Bishop Ward recounts for us the symbolism and significance of trees throughout the Bible from the Garden of Eden to Revelation.
Faithfulness shall spring up. Righteousness shall look down.
Psalm 85 is appointed for the second Sunday in Advent. The Christmas trees of this lovely season point toward the heavens. From the heavens, God sends Jesus, the Light of the world. Christmas trees are a tradition for us coming from ancient times.
The story is told of Martin Luther who in reformation Germany set up a tree for his own children to teach them the story of Christmas. The pointed fir, he said, points us toward God, who gives us the great gift of the Christ Child. Candles, lighted, were placed on the limbs, stars twinkling, demonstrating to the children the Light of the world who comes to us.
Trees are rich symbol in the Bible. In the Garden of Eden, trees are created for humans to have both shelter and sustenance. And through the Bible to the very end, in Revelation, trees appear. In the holy city of Jerusalem, there are trees for the healing of the nations. Jesus Christ himself was crucified on a cross, a holy tree. The Christmas tree in this holy season points us toward God and all God’s richest gifts. As we place gifts under our Christmas trees, we remember the great gift of God in Jesus Christ to us.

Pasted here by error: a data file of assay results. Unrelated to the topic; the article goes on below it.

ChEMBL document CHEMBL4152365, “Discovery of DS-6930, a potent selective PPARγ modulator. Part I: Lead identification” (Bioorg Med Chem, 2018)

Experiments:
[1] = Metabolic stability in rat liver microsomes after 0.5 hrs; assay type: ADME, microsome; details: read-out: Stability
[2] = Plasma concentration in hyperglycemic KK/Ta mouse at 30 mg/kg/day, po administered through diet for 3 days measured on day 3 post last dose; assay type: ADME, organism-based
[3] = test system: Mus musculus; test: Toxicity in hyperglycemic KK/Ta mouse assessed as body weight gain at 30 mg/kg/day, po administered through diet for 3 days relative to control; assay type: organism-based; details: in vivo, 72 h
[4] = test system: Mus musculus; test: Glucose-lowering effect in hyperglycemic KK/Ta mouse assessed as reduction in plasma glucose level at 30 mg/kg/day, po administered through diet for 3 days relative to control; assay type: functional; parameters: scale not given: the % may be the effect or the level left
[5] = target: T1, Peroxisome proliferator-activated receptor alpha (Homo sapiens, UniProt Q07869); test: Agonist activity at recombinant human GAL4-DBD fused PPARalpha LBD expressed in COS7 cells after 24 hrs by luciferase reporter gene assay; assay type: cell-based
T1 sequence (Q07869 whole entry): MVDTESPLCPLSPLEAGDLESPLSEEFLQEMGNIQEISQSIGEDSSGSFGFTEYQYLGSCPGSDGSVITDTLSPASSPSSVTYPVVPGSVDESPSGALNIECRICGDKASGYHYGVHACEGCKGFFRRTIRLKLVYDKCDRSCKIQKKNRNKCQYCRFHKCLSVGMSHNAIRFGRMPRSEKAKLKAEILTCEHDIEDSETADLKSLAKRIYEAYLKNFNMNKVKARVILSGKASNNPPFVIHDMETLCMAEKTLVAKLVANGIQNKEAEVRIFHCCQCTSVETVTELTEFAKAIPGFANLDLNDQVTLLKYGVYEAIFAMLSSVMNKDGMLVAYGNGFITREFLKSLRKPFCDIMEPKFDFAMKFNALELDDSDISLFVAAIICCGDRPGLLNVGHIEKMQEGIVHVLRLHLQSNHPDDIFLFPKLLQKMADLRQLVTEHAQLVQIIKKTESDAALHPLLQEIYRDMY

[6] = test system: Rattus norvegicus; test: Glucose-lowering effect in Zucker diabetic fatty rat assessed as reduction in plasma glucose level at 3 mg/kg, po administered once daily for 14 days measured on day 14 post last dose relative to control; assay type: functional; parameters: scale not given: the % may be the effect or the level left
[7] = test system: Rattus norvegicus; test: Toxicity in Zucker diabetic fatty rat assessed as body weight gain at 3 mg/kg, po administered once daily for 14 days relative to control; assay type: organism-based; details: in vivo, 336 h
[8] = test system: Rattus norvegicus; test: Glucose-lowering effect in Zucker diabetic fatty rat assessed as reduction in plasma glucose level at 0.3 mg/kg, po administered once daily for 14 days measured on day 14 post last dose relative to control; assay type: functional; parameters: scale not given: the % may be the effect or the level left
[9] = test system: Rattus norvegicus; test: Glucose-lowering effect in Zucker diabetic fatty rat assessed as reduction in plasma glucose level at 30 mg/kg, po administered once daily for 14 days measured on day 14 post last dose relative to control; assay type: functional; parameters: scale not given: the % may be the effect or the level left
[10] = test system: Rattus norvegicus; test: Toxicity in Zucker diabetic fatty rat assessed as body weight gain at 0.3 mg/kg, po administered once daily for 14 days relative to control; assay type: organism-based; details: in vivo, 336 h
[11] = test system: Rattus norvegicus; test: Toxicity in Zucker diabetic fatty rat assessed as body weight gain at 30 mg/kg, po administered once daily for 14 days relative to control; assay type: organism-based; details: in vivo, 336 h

John the Baptist comes to us in early Advent pointing the way to the one who comes after. “He is mightier than I,” John says. Trees, John, even our lives point to this one who comes.
May this season abound in hope, peace, joy and love for you, those you love, your congregation, and this entire world.